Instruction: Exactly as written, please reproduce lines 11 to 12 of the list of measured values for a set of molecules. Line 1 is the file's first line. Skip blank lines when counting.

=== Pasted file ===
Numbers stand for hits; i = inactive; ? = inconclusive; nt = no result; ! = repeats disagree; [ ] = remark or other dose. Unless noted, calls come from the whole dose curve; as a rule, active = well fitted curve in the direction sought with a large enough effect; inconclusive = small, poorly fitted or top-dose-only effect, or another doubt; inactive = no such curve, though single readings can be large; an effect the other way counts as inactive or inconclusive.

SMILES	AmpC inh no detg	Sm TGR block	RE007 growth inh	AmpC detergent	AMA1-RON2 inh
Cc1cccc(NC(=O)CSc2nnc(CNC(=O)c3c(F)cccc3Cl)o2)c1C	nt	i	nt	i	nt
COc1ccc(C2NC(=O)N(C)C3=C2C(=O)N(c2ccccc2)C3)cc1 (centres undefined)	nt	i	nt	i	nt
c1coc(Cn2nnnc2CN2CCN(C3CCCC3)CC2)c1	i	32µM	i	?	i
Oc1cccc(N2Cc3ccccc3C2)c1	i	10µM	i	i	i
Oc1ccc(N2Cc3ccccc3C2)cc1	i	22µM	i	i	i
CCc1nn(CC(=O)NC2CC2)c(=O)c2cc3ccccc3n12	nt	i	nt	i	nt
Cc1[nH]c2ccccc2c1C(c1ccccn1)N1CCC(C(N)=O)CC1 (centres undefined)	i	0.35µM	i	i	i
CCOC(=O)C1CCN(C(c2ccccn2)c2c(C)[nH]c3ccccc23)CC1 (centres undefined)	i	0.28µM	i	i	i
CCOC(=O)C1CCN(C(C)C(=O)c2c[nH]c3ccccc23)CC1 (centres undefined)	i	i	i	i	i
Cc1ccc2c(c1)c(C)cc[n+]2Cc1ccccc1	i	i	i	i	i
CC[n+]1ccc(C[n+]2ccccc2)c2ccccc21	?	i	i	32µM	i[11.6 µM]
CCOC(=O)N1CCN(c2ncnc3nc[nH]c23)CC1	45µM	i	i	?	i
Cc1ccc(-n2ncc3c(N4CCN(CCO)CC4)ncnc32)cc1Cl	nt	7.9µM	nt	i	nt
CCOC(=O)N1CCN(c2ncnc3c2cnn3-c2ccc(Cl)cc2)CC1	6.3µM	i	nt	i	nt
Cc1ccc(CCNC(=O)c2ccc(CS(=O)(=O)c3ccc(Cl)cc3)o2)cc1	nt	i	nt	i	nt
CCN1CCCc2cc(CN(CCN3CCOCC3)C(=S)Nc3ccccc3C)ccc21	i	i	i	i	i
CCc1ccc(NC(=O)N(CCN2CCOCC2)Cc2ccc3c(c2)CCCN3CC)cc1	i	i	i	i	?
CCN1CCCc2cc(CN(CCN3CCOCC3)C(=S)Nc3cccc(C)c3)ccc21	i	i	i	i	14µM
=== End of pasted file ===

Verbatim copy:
CCOC(=O)C1CCN(C(C)C(=O)c2c[nH]c3ccccc23)CC1 (centres undefined)	i	i	i	i	i
Cc1ccc2c(c1)c(C)cc[n+]2Cc1ccccc1	i	i	i	i	i